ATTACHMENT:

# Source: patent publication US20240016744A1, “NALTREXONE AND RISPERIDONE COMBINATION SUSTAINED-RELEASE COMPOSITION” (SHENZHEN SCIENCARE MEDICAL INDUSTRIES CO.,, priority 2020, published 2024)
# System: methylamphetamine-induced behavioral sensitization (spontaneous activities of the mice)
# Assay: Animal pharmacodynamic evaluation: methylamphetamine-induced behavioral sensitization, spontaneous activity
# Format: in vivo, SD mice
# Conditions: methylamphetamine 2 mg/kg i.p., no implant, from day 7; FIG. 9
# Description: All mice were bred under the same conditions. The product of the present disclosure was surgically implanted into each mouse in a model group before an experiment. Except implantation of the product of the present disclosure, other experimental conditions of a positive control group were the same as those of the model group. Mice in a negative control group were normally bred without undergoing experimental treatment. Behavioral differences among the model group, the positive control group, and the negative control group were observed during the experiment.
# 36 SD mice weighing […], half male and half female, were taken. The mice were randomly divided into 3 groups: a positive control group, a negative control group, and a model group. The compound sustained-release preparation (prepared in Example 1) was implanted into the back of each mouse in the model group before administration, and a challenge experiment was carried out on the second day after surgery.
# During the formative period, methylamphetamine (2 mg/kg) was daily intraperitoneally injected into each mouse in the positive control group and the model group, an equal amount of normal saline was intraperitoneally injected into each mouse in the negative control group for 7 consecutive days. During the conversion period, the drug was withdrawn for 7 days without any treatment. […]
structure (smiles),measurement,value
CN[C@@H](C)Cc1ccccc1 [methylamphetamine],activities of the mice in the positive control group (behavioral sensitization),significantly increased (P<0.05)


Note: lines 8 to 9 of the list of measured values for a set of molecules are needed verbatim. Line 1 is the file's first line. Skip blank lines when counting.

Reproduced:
# During the formative period, methylamphetamine (2 mg/kg) was daily intraperitoneally injected into each mouse in the positive control group and the model group, an equal amount of normal saline was intraperitoneally injected into each mouse in the negative control group for 7 consecutive days. During the conversion period, the drug was withdrawn for 7 days without any treatment. […]
structure (smiles),measurement,value